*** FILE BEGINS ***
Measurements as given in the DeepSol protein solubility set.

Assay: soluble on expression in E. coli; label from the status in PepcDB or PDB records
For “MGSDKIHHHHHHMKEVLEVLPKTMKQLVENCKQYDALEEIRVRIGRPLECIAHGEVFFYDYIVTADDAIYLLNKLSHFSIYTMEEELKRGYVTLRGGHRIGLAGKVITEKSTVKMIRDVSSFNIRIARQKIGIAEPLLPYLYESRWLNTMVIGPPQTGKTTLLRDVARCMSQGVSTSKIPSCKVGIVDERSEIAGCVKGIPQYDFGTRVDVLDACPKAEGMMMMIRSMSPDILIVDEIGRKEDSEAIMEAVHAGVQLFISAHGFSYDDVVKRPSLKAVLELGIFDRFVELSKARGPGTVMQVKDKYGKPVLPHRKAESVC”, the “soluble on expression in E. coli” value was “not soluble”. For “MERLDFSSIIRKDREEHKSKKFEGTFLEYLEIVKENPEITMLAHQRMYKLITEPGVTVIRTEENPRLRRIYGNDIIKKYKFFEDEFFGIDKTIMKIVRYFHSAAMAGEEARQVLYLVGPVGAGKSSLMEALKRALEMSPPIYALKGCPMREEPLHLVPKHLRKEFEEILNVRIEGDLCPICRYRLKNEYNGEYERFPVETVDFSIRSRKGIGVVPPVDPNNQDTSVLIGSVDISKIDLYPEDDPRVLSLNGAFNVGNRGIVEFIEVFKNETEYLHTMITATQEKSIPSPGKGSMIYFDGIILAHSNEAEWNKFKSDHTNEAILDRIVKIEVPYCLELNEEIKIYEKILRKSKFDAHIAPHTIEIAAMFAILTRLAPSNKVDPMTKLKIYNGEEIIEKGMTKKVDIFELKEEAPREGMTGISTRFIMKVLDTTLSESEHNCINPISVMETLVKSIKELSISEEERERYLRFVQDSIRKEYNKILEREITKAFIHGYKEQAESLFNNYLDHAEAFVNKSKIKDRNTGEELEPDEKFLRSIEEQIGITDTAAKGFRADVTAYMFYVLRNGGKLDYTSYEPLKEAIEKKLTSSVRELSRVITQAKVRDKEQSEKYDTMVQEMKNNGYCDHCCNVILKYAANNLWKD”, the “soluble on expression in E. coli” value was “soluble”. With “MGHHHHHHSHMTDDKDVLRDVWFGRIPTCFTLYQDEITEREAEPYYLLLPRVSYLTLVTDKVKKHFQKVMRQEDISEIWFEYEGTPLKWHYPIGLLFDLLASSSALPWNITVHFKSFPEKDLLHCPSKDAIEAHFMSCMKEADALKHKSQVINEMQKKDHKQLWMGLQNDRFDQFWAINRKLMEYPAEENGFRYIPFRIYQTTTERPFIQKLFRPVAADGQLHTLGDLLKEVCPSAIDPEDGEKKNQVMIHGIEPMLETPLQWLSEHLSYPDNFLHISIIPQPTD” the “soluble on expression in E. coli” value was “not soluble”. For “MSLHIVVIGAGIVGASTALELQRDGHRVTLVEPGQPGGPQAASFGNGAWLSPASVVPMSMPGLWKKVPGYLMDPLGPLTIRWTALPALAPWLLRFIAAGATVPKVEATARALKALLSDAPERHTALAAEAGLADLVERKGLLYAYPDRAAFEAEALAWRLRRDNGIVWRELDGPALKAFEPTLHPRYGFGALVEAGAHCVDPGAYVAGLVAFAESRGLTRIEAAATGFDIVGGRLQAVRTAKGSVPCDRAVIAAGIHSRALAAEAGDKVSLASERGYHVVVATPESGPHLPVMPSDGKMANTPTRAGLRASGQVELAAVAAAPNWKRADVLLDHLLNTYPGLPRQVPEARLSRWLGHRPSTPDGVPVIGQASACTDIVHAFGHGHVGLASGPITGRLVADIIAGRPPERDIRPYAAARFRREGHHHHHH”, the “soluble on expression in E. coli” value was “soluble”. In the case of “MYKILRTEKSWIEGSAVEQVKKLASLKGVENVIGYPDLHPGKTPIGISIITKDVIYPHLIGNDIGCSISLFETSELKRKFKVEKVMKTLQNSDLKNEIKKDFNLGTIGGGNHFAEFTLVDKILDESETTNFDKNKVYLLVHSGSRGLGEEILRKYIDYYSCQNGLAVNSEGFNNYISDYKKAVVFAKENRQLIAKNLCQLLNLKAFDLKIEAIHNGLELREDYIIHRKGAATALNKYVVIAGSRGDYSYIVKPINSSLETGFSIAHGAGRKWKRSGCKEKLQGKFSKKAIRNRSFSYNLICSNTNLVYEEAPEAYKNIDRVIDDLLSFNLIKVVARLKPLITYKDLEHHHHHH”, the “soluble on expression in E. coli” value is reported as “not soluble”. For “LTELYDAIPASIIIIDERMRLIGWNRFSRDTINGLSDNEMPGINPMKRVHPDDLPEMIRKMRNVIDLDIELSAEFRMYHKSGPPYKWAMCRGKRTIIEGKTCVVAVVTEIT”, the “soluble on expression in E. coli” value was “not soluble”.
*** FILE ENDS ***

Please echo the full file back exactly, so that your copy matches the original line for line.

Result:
Measurements as given in the DeepSol protein solubility set.

Assay: soluble on expression in E. coli; label from the status in PepcDB or PDB records
For “MGSDKIHHHHHHMKEVLEVLPKTMKQLVENCKQYDALEEIRVRIGRPLECIAHGEVFFYDYIVTADDAIYLLNKLSHFSIYTMEEELKRGYVTLRGGHRIGLAGKVITEKSTVKMIRDVSSFNIRIARQKIGIAEPLLPYLYESRWLNTMVIGPPQTGKTTLLRDVARCMSQGVSTSKIPSCKVGIVDERSEIAGCVKGIPQYDFGTRVDVLDACPKAEGMMMMIRSMSPDILIVDEIGRKEDSEAIMEAVHAGVQLFISAHGFSYDDVVKRPSLKAVLELGIFDRFVELSKARGPGTVMQVKDKYGKPVLPHRKAESVC”, the “soluble on expression in E. coli” value was “not soluble”. For “MERLDFSSIIRKDREEHKSKKFEGTFLEYLEIVKENPEITMLAHQRMYKLITEPGVTVIRTEENPRLRRIYGNDIIKKYKFFEDEFFGIDKTIMKIVRYFHSAAMAGEEARQVLYLVGPVGAGKSSLMEALKRALEMSPPIYALKGCPMREEPLHLVPKHLRKEFEEILNVRIEGDLCPICRYRLKNEYNGEYERFPVETVDFSIRSRKGIGVVPPVDPNNQDTSVLIGSVDISKIDLYPEDDPRVLSLNGAFNVGNRGIVEFIEVFKNETEYLHTMITATQEKSIPSPGKGSMIYFDGIILAHSNEAEWNKFKSDHTNEAILDRIVKIEVPYCLELNEEIKIYEKILRKSKFDAHIAPHTIEIAAMFAILTRLAPSNKVDPMTKLKIYNGEEIIEKGMTKKVDIFELKEEAPREGMTGISTRFIMKVLDTTLSESEHNCINPISVMETLVKSIKELSISEEERERYLRFVQDSIRKEYNKILEREITKAFIHGYKEQAESLFNNYLDHAEAFVNKSKIKDRNTGEELEPDEKFLRSIEEQIGITDTAAKGFRADVTAYMFYVLRNGGKLDYTSYEPLKEAIEKKLTSSVRELSRVITQAKVRDKEQSEKYDTMVQEMKNNGYCDHCCNVILKYAANNLWKD”, the “soluble on expression in E. coli” value was “soluble”. With “MGHHHHHHSHMTDDKDVLRDVWFGRIPTCFTLYQDEITEREAEPYYLLLPRVSYLTLVTDKVKKHFQKVMRQEDISEIWFEYEGTPLKWHYPIGLLFDLLASSSALPWNITVHFKSFPEKDLLHCPSKDAIEAHFMSCMKEADALKHKSQVINEMQKKDHKQLWMGLQNDRFDQFWAINRKLMEYPAEENGFRYIPFRIYQTTTERPFIQKLFRPVAADGQLHTLGDLLKEVCPSAIDPEDGEKKNQVMIHGIEPMLETPLQWLSEHLSYPDNFLHISIIPQPTD” the “soluble on expression in E. coli” value was “not soluble”. For “MSLHIVVIGAGIVGASTALELQRDGHRVTLVEPGQPGGPQAASFGNGAWLSPASVVPMSMPGLWKKVPGYLMDPLGPLTIRWTALPALAPWLLRFIAAGATVPKVEATARALKALLSDAPERHTALAAEAGLADLVERKGLLYAYPDRAAFEAEALAWRLRRDNGIVWRELDGPALKAFEPTLHPRYGFGALVEAGAHCVDPGAYVAGLVAFAESRGLTRIEAAATGFDIVGGRLQAVRTAKGSVPCDRAVIAAGIHSRALAAEAGDKVSLASERGYHVVVATPESGPHLPVMPSDGKMANTPTRAGLRASGQVELAAVAAAPNWKRADVLLDHLLNTYPGLPRQVPEARLSRWLGHRPSTPDGVPVIGQASACTDIVHAFGHGHVGLASGPITGRLVADIIAGRPPERDIRPYAAARFRREGHHHHHH”, the “soluble on expression in E. coli” value was “soluble”. In the case of “MYKILRTEKSWIEGSAVEQVKKLASLKGVENVIGYPDLHPGKTPIGISIITKDVIYPHLIGNDIGCSISLFETSELKRKFKVEKVMKTLQNSDLKNEIKKDFNLGTIGGGNHFAEFTLVDKILDESETTNFDKNKVYLLVHSGSRGLGEEILRKYIDYYSCQNGLAVNSEGFNNYISDYKKAVVFAKENRQLIAKNLCQLLNLKAFDLKIEAIHNGLELREDYIIHRKGAATALNKYVVIAGSRGDYSYIVKPINSSLETGFSIAHGAGRKWKRSGCKEKLQGKFSKKAIRNRSFSYNLICSNTNLVYEEAPEAYKNIDRVIDDLLSFNLIKVVARLKPLITYKDLEHHHHHH”, the “soluble on expression in E. coli” value is reported as “not soluble”. For “LTELYDAIPASIIIIDERMRLIGWNRFSRDTINGLSDNEMPGINPMKRVHPDDLPEMIRKMRNVIDLDIELSAEFRMYHKSGPPYKWAMCRGKRTIIEGKTCVVAVVTEIT”, the “soluble on expression in E. coli” value was “not soluble”.